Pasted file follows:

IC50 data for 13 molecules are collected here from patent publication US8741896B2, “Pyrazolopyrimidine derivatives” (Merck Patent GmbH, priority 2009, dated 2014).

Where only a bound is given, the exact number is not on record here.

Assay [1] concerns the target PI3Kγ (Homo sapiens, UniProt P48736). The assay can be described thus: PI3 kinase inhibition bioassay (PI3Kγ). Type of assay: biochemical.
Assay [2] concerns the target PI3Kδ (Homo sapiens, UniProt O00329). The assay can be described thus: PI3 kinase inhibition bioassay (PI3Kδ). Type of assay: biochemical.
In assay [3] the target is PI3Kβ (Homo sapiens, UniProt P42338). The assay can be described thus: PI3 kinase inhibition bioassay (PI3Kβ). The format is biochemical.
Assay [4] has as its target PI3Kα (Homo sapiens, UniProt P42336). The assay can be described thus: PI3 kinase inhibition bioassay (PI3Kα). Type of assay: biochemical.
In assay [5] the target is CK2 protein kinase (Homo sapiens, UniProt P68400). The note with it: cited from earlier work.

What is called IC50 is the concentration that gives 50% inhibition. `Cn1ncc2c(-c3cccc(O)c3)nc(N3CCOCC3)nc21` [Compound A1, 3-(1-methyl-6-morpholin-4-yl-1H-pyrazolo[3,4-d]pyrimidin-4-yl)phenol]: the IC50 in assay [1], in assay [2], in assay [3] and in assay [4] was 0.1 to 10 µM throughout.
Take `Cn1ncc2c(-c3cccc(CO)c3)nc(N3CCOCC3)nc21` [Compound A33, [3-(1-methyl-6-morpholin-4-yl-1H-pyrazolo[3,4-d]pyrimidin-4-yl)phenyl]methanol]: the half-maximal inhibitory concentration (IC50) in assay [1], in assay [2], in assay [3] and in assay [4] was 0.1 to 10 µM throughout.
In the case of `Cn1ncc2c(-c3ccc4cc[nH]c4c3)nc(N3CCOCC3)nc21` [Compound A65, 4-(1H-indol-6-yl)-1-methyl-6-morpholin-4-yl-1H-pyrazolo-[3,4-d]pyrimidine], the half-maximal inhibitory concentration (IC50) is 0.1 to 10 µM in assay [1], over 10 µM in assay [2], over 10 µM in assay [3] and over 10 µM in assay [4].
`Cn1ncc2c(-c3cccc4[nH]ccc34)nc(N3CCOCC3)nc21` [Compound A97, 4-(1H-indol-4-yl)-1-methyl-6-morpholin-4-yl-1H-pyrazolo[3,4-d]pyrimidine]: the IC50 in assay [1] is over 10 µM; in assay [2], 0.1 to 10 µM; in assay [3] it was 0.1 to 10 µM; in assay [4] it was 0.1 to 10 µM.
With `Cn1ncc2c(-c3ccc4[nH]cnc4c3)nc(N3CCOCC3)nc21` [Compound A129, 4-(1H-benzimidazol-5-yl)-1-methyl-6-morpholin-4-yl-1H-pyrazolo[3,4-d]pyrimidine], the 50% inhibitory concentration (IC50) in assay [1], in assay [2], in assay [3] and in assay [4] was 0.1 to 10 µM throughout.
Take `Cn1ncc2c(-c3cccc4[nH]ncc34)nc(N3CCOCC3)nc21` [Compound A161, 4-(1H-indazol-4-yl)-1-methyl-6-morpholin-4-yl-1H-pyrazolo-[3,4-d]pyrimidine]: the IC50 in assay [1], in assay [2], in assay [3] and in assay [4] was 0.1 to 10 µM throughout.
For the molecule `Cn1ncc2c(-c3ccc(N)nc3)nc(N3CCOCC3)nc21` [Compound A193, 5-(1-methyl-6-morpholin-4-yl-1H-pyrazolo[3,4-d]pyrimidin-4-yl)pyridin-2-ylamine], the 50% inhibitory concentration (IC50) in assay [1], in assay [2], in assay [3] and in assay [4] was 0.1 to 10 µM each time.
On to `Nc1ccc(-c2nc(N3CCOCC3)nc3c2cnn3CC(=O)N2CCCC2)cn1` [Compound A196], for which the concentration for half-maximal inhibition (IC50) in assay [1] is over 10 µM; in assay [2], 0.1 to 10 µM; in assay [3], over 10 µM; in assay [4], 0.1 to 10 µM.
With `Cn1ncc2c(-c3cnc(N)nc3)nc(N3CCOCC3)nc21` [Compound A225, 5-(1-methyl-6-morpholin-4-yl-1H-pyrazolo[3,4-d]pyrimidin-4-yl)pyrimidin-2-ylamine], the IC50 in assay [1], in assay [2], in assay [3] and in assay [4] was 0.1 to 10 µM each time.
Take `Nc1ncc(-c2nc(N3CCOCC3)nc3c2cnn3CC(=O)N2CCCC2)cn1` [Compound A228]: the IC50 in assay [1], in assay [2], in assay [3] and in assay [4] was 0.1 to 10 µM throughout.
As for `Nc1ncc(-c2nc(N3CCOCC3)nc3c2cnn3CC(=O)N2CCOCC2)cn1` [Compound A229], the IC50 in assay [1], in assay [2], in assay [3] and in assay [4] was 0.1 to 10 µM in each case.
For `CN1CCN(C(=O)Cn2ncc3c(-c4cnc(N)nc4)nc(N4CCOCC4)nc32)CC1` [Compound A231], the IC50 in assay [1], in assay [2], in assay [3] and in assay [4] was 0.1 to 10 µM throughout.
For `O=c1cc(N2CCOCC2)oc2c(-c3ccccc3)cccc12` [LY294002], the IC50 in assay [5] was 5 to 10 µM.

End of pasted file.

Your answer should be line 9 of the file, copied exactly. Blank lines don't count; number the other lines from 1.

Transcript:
Take `Cn1ncc2c(-c3cccc(CO)c3)nc(N3CCOCC3)nc21` [Compound A33, [3-(1-methyl-6-morpholin-4-yl-1H-pyrazolo[3,4-d]pyrimidin-4-yl)phenyl]methanol]: the half-maximal inhibitory concentration (IC50) in assay [1], in assay [2], in assay [3] and in assay [4] was 0.1 to 10 µM throughout.